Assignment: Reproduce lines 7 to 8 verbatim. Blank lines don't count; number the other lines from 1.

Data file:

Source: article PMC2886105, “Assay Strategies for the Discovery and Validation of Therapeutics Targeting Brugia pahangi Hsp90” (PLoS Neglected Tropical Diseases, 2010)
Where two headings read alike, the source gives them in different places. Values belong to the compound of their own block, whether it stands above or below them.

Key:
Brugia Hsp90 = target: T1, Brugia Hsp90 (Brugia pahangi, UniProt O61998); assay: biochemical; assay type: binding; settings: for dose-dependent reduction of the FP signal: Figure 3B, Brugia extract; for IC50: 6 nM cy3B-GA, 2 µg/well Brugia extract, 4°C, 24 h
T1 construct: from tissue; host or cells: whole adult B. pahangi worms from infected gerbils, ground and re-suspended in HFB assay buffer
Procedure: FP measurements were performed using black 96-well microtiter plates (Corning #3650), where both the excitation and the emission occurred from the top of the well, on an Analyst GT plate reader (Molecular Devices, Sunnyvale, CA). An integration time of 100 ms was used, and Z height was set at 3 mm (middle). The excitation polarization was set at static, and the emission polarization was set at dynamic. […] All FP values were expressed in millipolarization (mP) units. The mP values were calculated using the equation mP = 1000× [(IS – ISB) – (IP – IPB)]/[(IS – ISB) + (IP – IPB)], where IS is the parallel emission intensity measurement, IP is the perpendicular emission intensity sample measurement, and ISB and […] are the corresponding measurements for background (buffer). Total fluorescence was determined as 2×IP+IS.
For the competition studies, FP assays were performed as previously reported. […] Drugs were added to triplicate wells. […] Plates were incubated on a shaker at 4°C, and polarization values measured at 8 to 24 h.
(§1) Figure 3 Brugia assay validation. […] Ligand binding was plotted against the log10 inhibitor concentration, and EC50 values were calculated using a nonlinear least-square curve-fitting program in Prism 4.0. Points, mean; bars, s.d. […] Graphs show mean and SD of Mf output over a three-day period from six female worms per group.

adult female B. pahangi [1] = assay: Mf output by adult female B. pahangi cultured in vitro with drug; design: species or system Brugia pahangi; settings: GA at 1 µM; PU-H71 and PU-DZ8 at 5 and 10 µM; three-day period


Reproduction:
For the competition studies, FP assays were performed as previously reported. […] Drugs were added to triplicate wells. […] Plates were incubated on a shaker at 4°C, and polarization values measured at 8 to 24 h.
(§1) Figure 3 Brugia assay validation. […] Ligand binding was plotted against the log10 inhibitor concentration, and EC50 values were calculated using a nonlinear least-square curve-fitting program in Prism 4.0. Points, mean; bars, s.d. […] Graphs show mean and SD of Mf output over a three-day period from six female worms per group.